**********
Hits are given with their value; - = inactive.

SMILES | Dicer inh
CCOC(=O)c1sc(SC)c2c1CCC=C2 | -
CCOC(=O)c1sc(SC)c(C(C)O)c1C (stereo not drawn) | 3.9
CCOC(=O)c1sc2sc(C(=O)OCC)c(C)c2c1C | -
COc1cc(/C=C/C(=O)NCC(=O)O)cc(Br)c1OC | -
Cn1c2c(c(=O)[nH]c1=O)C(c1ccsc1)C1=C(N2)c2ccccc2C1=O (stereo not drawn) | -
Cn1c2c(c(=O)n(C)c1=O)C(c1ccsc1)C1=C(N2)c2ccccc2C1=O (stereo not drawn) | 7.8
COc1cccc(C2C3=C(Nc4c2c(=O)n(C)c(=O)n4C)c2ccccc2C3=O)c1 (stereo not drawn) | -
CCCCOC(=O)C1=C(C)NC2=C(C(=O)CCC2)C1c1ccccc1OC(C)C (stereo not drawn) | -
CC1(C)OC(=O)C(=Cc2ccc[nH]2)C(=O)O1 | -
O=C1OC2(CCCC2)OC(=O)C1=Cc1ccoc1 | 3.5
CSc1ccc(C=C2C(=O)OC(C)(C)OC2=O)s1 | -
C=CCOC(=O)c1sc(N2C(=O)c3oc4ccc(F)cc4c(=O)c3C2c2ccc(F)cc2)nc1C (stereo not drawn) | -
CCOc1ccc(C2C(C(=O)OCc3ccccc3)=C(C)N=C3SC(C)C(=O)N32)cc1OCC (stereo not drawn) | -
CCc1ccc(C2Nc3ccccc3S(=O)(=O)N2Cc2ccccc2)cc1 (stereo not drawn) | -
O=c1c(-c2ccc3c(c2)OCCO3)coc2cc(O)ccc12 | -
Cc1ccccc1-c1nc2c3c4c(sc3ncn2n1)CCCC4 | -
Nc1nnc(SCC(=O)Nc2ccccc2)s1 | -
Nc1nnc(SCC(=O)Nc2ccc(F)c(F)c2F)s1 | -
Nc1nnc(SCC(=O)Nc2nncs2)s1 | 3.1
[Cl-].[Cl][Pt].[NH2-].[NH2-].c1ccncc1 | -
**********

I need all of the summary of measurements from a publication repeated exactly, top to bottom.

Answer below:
Hits are given with their value; - = inactive.

SMILES | Dicer inh
CCOC(=O)c1sc(SC)c2c1CCC=C2 | -
CCOC(=O)c1sc(SC)c(C(C)O)c1C (stereo not drawn) | 3.9
CCOC(=O)c1sc2sc(C(=O)OCC)c(C)c2c1C | -
COc1cc(/C=C/C(=O)NCC(=O)O)cc(Br)c1OC | -
Cn1c2c(c(=O)[nH]c1=O)C(c1ccsc1)C1=C(N2)c2ccccc2C1=O (stereo not drawn) | -
Cn1c2c(c(=O)n(C)c1=O)C(c1ccsc1)C1=C(N2)c2ccccc2C1=O (stereo not drawn) | 7.8
COc1cccc(C2C3=C(Nc4c2c(=O)n(C)c(=O)n4C)c2ccccc2C3=O)c1 (stereo not drawn) | -
CCCCOC(=O)C1=C(C)NC2=C(C(=O)CCC2)C1c1ccccc1OC(C)C (stereo not drawn) | -
CC1(C)OC(=O)C(=Cc2ccc[nH]2)C(=O)O1 | -
O=C1OC2(CCCC2)OC(=O)C1=Cc1ccoc1 | 3.5
CSc1ccc(C=C2C(=O)OC(C)(C)OC2=O)s1 | -
C=CCOC(=O)c1sc(N2C(=O)c3oc4ccc(F)cc4c(=O)c3C2c2ccc(F)cc2)nc1C (stereo not drawn) | -
CCOc1ccc(C2C(C(=O)OCc3ccccc3)=C(C)N=C3SC(C)C(=O)N32)cc1OCC (stereo not drawn) | -
CCc1ccc(C2Nc3ccccc3S(=O)(=O)N2Cc2ccccc2)cc1 (stereo not drawn) | -
O=c1c(-c2ccc3c(c2)OCCO3)coc2cc(O)ccc12 | -
Cc1ccccc1-c1nc2c3c4c(sc3ncn2n1)CCCC4 | -
Nc1nnc(SCC(=O)Nc2ccccc2)s1 | -
Nc1nnc(SCC(=O)Nc2ccc(F)c(F)c2F)s1 | -
Nc1nnc(SCC(=O)Nc2nncs2)s1 | 3.1
[Cl-].[Cl][Pt].[NH2-].[NH2-].c1ccncc1 | -